112. However, under the Convention, and under EU law, the ability to pay fees is not determinative of their proportionality: it is merely one among a number of relevant factors. As the Strasbourg court has repeatedly stated, the amount of the fees assessed in the light of the particular circumstances of a given case, including the applicant’s ability to pay them, and the phase of the proceedings at which that restriction has been imposed, are factors which are material in determining whether or not a person enjoyed the right of access to a court: Teltronic-CATV, para 48. It has emphasised that financial restrictions on access to a court which are unrelated to the merits of a claim or its prospects of success should be subject to particularly rigorous scrutiny: Teltronic-CATV, para 61. In relation to the phase of the proceedings at which the restriction has been imposed, the court regards it as significant if non-payment of a fee may result in a claim’s never being examined on its merits: Teltronic-CATV, para 61.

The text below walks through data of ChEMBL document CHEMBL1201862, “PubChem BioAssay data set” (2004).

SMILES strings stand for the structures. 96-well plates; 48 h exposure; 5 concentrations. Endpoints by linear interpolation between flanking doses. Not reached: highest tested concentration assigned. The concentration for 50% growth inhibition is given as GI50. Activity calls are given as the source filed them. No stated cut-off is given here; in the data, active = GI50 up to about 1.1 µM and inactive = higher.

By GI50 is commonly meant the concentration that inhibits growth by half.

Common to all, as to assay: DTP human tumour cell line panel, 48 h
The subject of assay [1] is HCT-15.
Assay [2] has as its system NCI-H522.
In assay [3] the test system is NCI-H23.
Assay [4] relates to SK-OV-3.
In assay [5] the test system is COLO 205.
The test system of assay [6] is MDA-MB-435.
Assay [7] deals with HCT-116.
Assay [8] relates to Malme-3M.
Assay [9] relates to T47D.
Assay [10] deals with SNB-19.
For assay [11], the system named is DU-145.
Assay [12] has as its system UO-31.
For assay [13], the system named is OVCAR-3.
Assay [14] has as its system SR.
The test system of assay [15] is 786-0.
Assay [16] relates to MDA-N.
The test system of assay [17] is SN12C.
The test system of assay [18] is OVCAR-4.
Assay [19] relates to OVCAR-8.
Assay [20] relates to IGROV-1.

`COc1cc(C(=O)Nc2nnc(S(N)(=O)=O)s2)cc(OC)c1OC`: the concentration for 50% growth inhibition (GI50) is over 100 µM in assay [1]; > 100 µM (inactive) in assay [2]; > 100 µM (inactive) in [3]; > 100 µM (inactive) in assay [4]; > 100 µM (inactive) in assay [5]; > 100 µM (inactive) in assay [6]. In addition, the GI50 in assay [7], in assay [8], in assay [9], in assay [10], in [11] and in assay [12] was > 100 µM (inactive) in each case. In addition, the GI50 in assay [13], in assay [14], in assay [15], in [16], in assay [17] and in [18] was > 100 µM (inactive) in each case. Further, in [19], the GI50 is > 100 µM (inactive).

113. The fact that proportionality is not determined by ability to pay, and also the importance of a practical approach to the assessment of whether there has been an interference with the right, are illustrated by the case of Stankov v Bulgaria (2009) 49 EHRR 7. The case is particularly relevant to the present proceedings as it demonstrates that even a fee which the litigant can afford can violate the right of access to justice. The applicant in that case was required to pay, at the conclusion of the domestic proceedings, a fee equivalent to 90% of the compensation which had been awarded to him. The fee was held to violate article 6(1), although the applicant was able to pay it, and despite the fact that his case had been heard. Although the aims pursued by the imposition of the fee were compatible with the administration of justice, the fee was disproportionate in view of the difficulty of assessing the likely award in advance (which had led the applicant to overstate the amount of his claim, leading to liability to a higher fee), taken together with “the relatively high and totally inflexible rate of court fees” (para 67).

114. The Lord Chancellor argues that that case should be distinguished from the present case, on the basis that it concerned domestic proceedings in which the state was the defendant. Certainly, that feature made the violation of article 6(1) particularly egregious: the state was taking away with one hand the compensation which it had been ordered to pay with the other. Nevertheless, the same principles would have equally applied in proceedings between private parties. As the court stated: